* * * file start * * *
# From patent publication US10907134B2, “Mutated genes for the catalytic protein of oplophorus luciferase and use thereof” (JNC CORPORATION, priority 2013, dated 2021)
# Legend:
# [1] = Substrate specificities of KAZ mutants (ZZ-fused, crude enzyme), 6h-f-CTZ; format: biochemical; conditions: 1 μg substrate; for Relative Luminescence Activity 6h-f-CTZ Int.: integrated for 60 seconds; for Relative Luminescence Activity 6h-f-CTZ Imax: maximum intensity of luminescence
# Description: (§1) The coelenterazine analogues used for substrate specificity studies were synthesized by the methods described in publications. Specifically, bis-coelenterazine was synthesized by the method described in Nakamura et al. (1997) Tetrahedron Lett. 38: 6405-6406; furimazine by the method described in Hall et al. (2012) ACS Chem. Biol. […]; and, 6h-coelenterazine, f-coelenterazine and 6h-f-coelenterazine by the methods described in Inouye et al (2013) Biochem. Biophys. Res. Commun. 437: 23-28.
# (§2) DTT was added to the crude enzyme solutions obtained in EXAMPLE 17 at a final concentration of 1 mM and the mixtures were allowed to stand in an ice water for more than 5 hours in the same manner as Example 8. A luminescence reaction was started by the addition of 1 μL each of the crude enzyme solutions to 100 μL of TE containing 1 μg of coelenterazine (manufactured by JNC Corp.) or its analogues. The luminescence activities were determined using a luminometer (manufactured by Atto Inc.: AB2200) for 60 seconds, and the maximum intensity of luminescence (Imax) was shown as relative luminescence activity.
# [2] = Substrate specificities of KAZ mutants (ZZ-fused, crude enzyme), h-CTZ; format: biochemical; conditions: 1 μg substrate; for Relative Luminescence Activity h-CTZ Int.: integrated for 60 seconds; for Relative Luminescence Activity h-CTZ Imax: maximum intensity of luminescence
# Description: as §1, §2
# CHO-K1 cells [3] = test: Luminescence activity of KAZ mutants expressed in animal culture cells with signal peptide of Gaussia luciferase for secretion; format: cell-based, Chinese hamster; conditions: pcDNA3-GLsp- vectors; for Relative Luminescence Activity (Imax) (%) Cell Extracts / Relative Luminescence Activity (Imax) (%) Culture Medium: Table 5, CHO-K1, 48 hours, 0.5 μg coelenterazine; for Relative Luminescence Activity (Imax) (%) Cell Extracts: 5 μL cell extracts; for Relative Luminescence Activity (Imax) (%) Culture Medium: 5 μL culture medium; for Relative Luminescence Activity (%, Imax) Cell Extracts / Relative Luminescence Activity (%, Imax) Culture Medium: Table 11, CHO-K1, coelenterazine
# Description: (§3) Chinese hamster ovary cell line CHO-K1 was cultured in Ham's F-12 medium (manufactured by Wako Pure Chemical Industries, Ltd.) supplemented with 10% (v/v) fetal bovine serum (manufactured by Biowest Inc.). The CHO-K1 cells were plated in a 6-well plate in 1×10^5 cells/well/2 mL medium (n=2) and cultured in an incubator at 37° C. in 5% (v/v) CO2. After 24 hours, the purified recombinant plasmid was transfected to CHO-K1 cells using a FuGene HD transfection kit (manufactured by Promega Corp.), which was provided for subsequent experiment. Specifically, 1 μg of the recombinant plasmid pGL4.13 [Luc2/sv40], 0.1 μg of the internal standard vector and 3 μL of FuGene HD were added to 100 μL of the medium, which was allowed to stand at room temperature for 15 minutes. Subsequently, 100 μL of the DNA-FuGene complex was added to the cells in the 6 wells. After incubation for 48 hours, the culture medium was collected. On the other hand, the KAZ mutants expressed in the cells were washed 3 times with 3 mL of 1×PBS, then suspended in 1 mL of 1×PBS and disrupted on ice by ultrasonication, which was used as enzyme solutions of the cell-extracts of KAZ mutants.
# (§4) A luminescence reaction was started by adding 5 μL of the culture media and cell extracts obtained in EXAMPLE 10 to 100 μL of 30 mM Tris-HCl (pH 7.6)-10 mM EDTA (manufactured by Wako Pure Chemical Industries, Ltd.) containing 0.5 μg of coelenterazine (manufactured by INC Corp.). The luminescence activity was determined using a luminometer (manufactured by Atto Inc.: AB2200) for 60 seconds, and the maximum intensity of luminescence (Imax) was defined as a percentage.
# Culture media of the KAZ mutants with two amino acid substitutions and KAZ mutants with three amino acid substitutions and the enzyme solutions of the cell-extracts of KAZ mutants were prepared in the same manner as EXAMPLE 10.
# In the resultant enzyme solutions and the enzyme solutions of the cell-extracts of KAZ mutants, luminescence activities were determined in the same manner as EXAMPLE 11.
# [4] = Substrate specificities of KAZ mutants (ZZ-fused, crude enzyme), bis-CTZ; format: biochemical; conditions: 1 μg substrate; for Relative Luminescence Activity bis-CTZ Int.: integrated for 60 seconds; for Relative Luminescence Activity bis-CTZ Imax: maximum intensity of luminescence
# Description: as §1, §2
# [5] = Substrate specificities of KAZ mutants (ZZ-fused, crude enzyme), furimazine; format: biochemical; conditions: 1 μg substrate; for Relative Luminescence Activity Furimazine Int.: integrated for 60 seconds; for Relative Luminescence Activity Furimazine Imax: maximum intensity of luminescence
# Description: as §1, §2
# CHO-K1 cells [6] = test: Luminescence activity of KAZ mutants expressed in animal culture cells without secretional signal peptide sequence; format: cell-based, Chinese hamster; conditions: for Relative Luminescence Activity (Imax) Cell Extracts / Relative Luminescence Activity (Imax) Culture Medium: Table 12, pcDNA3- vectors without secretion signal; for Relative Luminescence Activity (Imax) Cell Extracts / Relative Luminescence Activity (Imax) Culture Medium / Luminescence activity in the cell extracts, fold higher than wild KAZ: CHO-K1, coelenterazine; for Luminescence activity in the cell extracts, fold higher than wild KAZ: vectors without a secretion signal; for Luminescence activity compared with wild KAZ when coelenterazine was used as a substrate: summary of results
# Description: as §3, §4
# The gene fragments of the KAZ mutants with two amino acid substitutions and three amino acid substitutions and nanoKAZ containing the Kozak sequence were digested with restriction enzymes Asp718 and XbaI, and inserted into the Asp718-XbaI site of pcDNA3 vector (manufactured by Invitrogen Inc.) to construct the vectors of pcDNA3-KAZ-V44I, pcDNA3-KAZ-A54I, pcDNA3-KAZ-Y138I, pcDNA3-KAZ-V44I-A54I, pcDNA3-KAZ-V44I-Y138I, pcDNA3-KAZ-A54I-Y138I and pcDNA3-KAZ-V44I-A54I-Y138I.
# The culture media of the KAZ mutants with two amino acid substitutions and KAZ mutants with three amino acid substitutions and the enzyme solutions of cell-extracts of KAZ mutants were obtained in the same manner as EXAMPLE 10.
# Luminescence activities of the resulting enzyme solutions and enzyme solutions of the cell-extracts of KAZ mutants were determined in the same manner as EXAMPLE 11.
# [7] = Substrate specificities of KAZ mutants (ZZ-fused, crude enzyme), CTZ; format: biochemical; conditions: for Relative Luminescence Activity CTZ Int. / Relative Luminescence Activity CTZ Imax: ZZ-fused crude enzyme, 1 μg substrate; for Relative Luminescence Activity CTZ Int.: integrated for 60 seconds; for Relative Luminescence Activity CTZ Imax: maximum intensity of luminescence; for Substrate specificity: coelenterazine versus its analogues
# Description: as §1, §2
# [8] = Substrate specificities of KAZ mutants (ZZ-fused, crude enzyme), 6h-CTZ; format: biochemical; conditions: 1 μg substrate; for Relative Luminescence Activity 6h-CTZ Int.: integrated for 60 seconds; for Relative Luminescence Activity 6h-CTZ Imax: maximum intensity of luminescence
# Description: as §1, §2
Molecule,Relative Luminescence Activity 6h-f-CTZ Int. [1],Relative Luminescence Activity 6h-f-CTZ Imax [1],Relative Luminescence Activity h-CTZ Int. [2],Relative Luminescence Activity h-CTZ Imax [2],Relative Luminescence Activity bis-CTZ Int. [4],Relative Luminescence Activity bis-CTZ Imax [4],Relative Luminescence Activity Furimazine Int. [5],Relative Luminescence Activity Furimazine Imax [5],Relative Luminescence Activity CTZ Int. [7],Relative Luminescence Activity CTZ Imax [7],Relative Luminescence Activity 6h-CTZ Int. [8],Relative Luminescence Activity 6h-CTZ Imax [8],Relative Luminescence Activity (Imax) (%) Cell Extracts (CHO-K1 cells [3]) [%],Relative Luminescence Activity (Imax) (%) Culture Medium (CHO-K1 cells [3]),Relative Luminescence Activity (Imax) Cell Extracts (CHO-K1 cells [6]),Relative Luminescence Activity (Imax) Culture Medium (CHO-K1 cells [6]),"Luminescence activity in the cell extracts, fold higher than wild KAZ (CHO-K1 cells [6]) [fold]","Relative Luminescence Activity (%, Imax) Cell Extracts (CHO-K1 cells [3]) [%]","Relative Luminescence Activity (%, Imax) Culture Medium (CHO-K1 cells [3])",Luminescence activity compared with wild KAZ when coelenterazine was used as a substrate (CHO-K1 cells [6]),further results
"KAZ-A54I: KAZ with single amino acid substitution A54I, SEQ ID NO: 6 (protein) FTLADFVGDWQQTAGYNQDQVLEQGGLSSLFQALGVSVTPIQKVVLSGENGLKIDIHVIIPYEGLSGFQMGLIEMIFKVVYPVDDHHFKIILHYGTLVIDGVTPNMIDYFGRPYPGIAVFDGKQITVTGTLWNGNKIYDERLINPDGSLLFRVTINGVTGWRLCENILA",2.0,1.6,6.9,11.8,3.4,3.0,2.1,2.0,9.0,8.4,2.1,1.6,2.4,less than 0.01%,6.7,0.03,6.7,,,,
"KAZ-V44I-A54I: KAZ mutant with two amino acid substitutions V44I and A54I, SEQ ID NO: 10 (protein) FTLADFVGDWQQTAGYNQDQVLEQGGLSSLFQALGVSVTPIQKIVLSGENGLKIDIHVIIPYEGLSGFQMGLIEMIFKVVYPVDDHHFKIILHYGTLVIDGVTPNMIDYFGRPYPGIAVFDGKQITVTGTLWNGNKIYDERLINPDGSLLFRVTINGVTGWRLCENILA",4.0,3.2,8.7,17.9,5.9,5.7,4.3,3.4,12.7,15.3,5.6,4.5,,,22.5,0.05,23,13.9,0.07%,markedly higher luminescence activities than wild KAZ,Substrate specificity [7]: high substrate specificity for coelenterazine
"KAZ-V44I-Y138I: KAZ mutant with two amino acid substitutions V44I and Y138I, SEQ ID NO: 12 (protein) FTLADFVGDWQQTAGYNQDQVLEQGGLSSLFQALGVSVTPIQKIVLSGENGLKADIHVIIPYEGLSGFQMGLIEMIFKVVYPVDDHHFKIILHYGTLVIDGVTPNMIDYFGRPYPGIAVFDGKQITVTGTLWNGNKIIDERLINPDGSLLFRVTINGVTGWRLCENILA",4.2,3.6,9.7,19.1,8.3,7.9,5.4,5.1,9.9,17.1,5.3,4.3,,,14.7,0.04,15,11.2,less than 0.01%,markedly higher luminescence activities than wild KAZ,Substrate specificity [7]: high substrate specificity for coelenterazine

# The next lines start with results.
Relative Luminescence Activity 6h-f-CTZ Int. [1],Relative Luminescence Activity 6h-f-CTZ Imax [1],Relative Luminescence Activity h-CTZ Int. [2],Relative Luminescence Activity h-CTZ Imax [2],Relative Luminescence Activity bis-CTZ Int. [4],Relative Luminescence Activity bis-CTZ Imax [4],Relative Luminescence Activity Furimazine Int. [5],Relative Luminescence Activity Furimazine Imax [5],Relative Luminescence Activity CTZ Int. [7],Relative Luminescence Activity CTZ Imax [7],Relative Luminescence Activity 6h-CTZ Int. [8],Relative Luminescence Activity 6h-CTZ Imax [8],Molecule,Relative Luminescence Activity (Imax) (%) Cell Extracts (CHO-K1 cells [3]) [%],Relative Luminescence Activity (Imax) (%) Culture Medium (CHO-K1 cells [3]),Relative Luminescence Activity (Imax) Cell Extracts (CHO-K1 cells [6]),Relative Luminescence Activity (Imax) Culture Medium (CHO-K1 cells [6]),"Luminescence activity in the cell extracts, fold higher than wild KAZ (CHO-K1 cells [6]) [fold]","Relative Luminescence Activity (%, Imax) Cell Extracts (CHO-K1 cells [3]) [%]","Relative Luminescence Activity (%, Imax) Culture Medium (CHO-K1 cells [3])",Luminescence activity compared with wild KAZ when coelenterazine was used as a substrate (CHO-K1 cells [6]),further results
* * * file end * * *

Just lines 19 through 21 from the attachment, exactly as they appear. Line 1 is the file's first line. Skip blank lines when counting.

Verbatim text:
# The gene fragments of the KAZ mutants with two amino acid substitutions and three amino acid substitutions and nanoKAZ containing the Kozak sequence were digested with restriction enzymes Asp718 and XbaI, and inserted into the Asp718-XbaI site of pcDNA3 vector (manufactured by Invitrogen Inc.) to construct the vectors of pcDNA3-KAZ-V44I, pcDNA3-KAZ-A54I, pcDNA3-KAZ-Y138I, pcDNA3-KAZ-V44I-A54I, pcDNA3-KAZ-V44I-Y138I, pcDNA3-KAZ-A54I-Y138I and pcDNA3-KAZ-V44I-A54I-Y138I.
# The culture media of the KAZ mutants with two amino acid substitutions and KAZ mutants with three amino acid substitutions and the enzyme solutions of cell-extracts of KAZ mutants were obtained in the same manner as EXAMPLE 10.
# Luminescence activities of the resulting enzyme solutions and enzyme solutions of the cell-extracts of KAZ mutants were determined in the same manner as EXAMPLE 11.